Ministry of Government and Consumer Services – Ontario is taking action to protect consumers against the practices of some companies offering debt settlement services. Effective July 1, 2015, new rules will provide additional protections that will help consumers safeguard their hard-earned money in a fair and informed marketplace.
Key Facts about Debt Settlement Services Companies in Ontario
The Ministry of Government and Consumer Services is warning consumers to exercise caution when considering a contract for debt settlement services. Some key facts for consumers:
- There are currently 22 companies and 38 credit counselling providers offering debt settlement services in Ontario.
- Services may be marketed as “debt settlement”, “debt management”, “debt arrangement”, “debt reduction” or “debt consolidation.”
- In 2014, there were 162 complaints and inquiries to the ministry about debt settlement services. Some debt settlement services charge customers large upfront fees and use complex language in contracts to describe the services they will provide – but fail to deliver the promised reduction in debt.
- As of July 1, 2015, Ontario will require clear contracts, ban debt settlement services providers from charging fees before a debtor begins making payments to a creditor, and provide a 10-day cooling-off period for consumers to cancel the contract. Companies that do not comply can have their registration revoked.
- Debt settlement services providers will also face limits to how much they can charge a debtor who comes to them for assistance as of July 1, 2015. When repaying debt, providers can charge the debtor a maximum of 15 per cent of each payment made to creditors when repayment is by way of a schedule of payments, plus a maximum $50 one-time fee. When settling debt, the debtor can be charged a maximum of 10 per cent of the original debt, if the debt is settled by way of a one-time offer rather than a schedule of payments.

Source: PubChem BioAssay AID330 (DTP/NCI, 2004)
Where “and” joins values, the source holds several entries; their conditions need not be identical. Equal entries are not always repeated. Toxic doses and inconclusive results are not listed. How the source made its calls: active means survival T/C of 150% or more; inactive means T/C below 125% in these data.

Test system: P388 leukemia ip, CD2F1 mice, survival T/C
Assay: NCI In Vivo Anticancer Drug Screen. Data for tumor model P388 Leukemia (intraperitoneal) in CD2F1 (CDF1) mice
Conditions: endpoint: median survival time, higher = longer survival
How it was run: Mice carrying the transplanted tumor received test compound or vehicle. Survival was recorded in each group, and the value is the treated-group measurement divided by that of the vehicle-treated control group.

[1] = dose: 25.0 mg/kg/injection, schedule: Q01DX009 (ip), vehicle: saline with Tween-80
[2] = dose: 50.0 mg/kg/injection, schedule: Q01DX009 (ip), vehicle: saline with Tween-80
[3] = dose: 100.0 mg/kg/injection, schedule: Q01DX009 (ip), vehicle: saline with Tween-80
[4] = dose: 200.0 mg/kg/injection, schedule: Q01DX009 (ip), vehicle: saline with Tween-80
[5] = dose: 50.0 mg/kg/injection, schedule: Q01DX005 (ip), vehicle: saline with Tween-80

Tips for Consumers Considering Debt Settlement Services
Consumers are encouraged to take the time they need to understand the contract, including the fine print. If consumers don’t understand something, they should not agree to it or sign anything.
The ministry also offers the following tips:
- Ask for clarification. What is written in the contract is what matters, not what you are told over the phone or promised verbally in a meeting.
- Watch out for exaggerated or false claims by debt settlement companies. Remember, your creditors may not agree to reduce any of your debts or reduce them by large percentages.
- Beware of claims that working with a debt settlement provider will have no effect on your consumer report (e.g., credit file, credit rating).
- The provincial government does not approve debt settlement programs. Beware of claims saying that programs are “approved by the government.”
- Debt settlement providers cannot stop collection agencies and creditors from contacting you about the money you owe.
- Do not deal with debt settlement providers that try to charge large upfront fees for their services. Debt settlement providers are not allowed to ask for fees before any work has been done.
June 29, 2015